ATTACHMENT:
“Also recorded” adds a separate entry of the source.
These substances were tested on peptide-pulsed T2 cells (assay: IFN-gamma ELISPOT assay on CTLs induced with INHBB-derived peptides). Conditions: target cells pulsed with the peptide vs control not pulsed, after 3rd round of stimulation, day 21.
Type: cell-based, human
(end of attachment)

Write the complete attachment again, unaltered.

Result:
“Also recorded” adds a separate entry of the source.
These substances were tested on peptide-pulsed T2 cells (assay: IFN-gamma ELISPOT assay on CTLs induced with INHBB-derived peptides). Conditions: target cells pulsed with the peptide vs control not pulsed, after 3rd round of stimulation, day 21.
Type: cell-based, human